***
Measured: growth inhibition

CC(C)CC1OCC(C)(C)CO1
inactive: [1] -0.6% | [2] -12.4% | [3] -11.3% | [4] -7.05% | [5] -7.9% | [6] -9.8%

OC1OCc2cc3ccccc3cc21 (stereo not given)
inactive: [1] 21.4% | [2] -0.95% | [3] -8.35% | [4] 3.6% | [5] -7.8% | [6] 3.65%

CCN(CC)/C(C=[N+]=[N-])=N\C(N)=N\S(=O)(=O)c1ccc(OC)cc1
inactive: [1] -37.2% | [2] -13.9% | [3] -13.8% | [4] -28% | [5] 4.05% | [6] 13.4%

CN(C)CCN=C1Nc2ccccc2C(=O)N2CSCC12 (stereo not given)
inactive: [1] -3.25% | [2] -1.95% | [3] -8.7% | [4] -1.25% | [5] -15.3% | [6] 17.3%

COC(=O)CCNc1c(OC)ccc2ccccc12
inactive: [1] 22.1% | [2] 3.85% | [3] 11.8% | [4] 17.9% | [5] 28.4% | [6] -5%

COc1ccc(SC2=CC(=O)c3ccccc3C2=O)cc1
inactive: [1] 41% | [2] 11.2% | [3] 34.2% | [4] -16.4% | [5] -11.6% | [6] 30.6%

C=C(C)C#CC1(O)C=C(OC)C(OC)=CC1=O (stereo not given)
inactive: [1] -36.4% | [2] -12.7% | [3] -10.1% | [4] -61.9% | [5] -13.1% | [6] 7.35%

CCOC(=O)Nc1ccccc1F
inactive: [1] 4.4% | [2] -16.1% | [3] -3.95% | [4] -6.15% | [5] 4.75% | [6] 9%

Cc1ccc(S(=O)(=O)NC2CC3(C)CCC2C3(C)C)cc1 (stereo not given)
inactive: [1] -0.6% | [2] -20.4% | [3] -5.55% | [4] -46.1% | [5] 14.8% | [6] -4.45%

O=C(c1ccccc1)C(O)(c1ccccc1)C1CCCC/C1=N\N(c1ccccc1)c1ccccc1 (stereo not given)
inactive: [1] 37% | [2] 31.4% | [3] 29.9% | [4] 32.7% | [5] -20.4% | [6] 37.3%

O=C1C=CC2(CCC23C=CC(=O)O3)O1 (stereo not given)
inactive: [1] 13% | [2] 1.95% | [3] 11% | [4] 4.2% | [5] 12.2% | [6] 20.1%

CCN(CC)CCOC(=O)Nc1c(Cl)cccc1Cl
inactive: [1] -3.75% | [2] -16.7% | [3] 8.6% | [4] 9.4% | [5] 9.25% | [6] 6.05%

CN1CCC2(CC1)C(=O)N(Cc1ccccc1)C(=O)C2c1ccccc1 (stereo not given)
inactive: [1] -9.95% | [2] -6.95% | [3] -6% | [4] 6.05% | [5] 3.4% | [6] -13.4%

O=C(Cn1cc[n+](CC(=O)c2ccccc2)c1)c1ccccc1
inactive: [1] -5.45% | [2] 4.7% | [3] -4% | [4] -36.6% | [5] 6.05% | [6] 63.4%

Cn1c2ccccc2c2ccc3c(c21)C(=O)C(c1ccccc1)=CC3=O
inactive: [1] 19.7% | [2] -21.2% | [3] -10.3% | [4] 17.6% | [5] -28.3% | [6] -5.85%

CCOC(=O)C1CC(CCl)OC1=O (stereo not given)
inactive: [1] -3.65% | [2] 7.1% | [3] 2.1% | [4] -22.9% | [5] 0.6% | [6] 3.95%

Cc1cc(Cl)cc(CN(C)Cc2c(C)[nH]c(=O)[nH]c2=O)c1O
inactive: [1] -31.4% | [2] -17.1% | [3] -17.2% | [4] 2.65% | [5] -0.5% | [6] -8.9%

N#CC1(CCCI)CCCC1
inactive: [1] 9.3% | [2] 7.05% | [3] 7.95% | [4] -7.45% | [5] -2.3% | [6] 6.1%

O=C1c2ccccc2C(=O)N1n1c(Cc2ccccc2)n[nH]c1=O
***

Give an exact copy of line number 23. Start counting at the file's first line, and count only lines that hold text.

inactive: [1] 13% | [2] 1.95% | [3] 11% | [4] 4.2% | [5] 12.2% | [6] 20.1%